While it goes without saying that Bendre‘s name must show up in any such list, it is my opinion that KSNa (kay-es-naah) – as Narasimhaswamy was popularly known – was the “best of the rest”. Beginning his poetic career with the publication of the tremendously-popular “ಮೈಸೂರು ಮಲ್ಲಿಗೆ (Mysuru Mallige: ~ The Mysore Jasmine)” poetry collection in 1942, KSNa would remain a ‘searching poet’ over the next fifty years. Not half as prolific as Bendre (but, then, which world-class poet in any language has been?), he was nonetheless a ‘born poet’; with a deep-rooted affection for both the language of his people and the people themselves. Starting out, like almost every poet does, as a “romantic poet”, KSNa used the ಆಡುಭಾಷೆ (spoken language) of the Old Mysore region like no other contemporary poet did. (Bendre’s astonishing use of the Dharwad “vulgate” completely transformed the idea of what was and wasn’t possible within poetry.)

The poem below is one of those poems I “loved at first sight”. Attempting to translate it was simply natural. The poem itself could be called (within the tradition of English poetics) a “blank verse narrative”. The idea, during the translation, was to find a corresponding “blank verse rhythm” in English. I like to think that I have managed that.

You will notice that the poem is rather long. I thought I could try reciting it (expressively), but several attempts made it clear that this poem was not amenable to a recitation. In the meanwhile, my father had suggested “singing” the poem in the ಲಾವಣಿ (lāvaṇi) style, a style similar to the balladic – and usually reserved for narrative poems like this one. Consequently, I have, not for the first time, taken him up on the suggestion and tried to “sing” the song in the balladic style.

The only reason you get to listen to my recording rather than my father’s is because he’s a little under the weather and isn’t up to singing such a long poem himself. (My father’s voice and sense for music is significantly better than mine and I hope to share his sung version as soon as he feels ready to record it. Until then, I hope I haven’t done too bad a job and that you will be able to bear listening to the recording. Here is a recording of my father singing a Bendre poem to a tune of his own.)

Nota bene: Like I said, I’m not particularly musical but if you’re reading this and you are (or you know someone who is), I’d love to hear a balladic rendering of the English translation I’ve made. I hope some of you will be able to oblige me and I look forward to hearing from you! Thanks.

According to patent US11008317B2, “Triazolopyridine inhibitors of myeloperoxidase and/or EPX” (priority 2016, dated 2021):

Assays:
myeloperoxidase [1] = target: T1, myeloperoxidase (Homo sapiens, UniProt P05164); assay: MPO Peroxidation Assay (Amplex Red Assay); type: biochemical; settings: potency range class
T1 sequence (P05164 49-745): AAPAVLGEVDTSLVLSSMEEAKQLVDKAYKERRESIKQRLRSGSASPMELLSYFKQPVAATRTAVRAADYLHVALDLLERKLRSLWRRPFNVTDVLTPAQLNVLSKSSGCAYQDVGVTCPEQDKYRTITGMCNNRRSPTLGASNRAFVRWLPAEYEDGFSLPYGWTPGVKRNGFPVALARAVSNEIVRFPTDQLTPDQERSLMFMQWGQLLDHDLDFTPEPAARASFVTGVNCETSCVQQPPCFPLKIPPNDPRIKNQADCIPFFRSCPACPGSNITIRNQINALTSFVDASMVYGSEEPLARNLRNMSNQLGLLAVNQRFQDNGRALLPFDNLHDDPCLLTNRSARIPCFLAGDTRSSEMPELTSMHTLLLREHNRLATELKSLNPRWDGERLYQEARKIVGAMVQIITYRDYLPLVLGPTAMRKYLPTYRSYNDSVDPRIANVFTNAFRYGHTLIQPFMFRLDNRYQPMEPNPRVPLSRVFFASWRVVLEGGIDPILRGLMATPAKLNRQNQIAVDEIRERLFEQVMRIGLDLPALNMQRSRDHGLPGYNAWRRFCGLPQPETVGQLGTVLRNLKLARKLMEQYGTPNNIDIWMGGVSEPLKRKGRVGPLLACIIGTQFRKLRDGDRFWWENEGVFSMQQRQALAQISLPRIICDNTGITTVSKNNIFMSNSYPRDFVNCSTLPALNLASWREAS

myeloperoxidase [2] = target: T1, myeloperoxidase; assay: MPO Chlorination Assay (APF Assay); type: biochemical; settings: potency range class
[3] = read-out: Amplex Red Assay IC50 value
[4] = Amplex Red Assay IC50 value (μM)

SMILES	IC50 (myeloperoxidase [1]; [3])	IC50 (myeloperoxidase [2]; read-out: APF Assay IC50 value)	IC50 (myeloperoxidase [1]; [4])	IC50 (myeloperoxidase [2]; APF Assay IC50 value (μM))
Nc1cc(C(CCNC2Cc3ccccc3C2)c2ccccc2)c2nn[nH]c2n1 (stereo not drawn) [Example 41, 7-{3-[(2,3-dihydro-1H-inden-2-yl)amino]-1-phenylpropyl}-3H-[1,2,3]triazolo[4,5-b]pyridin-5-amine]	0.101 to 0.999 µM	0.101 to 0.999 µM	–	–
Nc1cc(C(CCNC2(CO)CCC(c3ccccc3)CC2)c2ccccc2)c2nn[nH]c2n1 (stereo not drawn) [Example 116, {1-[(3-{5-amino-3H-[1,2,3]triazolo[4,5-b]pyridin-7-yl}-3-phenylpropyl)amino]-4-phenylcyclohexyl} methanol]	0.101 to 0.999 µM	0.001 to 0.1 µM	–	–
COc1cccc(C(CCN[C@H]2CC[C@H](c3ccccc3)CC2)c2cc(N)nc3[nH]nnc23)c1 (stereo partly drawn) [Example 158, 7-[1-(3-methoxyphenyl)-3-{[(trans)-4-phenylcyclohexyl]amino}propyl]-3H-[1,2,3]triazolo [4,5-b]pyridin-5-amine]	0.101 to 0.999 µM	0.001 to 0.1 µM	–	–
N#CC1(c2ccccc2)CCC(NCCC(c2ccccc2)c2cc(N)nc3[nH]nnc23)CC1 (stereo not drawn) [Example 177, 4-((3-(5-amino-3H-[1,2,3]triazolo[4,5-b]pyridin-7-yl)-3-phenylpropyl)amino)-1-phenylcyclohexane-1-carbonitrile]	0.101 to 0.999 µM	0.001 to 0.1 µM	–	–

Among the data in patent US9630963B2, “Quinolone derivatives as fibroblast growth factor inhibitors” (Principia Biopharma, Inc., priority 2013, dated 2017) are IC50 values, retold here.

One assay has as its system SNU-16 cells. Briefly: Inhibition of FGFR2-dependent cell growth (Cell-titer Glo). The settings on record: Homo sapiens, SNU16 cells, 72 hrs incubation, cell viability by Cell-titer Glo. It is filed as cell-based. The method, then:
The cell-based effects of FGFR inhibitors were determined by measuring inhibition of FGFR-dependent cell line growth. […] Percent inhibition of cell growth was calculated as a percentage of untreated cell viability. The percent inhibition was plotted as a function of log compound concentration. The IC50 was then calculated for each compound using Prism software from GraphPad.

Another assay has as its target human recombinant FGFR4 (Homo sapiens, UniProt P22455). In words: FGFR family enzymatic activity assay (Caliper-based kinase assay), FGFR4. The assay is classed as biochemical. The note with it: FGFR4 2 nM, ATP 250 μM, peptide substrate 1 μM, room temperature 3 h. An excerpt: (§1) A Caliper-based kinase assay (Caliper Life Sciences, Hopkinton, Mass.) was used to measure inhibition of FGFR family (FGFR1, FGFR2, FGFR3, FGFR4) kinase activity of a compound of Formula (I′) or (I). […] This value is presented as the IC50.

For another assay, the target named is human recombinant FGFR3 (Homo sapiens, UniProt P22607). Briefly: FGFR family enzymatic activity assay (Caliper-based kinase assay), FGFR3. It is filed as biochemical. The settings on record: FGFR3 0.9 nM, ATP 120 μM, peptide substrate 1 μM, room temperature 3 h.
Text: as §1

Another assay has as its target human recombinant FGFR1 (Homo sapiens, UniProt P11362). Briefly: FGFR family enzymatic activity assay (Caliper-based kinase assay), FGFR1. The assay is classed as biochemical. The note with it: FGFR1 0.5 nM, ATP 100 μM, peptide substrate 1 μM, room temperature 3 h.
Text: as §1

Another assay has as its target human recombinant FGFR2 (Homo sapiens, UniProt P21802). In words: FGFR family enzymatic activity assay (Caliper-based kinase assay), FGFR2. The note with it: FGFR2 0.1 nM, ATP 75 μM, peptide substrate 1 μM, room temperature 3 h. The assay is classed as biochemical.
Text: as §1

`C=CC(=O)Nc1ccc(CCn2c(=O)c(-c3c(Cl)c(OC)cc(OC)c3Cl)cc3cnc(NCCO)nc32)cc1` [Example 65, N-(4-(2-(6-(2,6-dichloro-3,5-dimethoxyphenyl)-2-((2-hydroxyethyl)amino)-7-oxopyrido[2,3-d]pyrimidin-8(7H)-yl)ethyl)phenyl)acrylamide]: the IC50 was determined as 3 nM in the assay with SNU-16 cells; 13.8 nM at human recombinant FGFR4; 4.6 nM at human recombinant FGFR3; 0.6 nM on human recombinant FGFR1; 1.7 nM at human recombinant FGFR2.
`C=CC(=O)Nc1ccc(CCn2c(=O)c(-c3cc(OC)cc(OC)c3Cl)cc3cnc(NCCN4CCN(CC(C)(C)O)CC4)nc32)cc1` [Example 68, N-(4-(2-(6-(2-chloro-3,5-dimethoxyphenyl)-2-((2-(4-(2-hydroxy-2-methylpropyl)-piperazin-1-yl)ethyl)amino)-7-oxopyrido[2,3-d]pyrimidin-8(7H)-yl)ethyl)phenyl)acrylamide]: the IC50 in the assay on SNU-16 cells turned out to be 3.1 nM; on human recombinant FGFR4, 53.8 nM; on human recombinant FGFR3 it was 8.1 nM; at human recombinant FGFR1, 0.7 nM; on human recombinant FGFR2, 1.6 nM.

“Singing” of the Kannada poem:


An Evening Raga (ಸಂಧ್ಯಾರಾಗ)

He, who for thirty years, rode proudly on his horse;
who, in three precincts, was better known as ‘King’;
when, now retired, has come home with a smile,
what makes you stand like this outside the door?

The
sarkāri stuff we had was taken yesterday;
there’s no need now to guard the room, come in;
the chair of your wedding-day is here; sit down,
set down the post you came to give to me.

This garland’s yesterday’s; the poor thing’s faded

now; these fruits won’t last, they must be quickly shared.
I am not worthy of this gift, this walking stick;
take it; use it for your work with sēvige*.

No need to blush; just talk; sing too, if you will;

it’s only now I see how beautiful you are.
If love found others when they were young, I offer
thanks for its finding us upon this second cusp.

Let those who said, “horses are this king’s craze,

he does not care about his home” come here and look;
I’ll show them how this family really lives;
what, after all, did thàt horse ever do?

It only ever bridled once; I fell on to the fence.

I must have only told you of my wins; you do
not know about my falls; move closer now and
listen; the next day at the courthouse’s front I saw

a newly-married pair, a prideful pair

(he’d drowned himself in her embrace)
come cycling down the road all crookedly;
my anger stoked, I’d gone to the police.

I now regret that day’s impulsiveness;

forgive me. What thought is on your mind?
My pension’s going to fill our coffers soon;
that should suffice, for us two and our son.

That golden-boy who lives across the seas;

let him return, kaṇay, with his medallions!
Your brother’s daughter waits; we’ll marry them;
let them, like royalty, leave for an Ooty* trip

in their new car; I will not make them wait;

and if I do, my mouth will only drop a kiss;
Ooty that glitters in the Nilgiris*! Such procss-
ions are not new – a time ago, they ended here

and not in
Ooty-land; we two can testify
to that! Then came the job; you too returned,
the horse too came, then went; then came the car;
why, until we’d sold the car at half its price,

did we not think to make an
Ooty trip?
Free now, the idea of this trip struck me
just yesterday; and picking up the phone,
I called the travel-man and asked him secretly;

he said he’d write to let me know, then cut the

phone; something made me rush upon this second cusp;
what you’ve now brought may be his letter after all!
I should have seen it right away; here, let’s read it now.

“It’s horse-race-gambling season in
Ooty now,
everyone must attend! There are no private vehicles.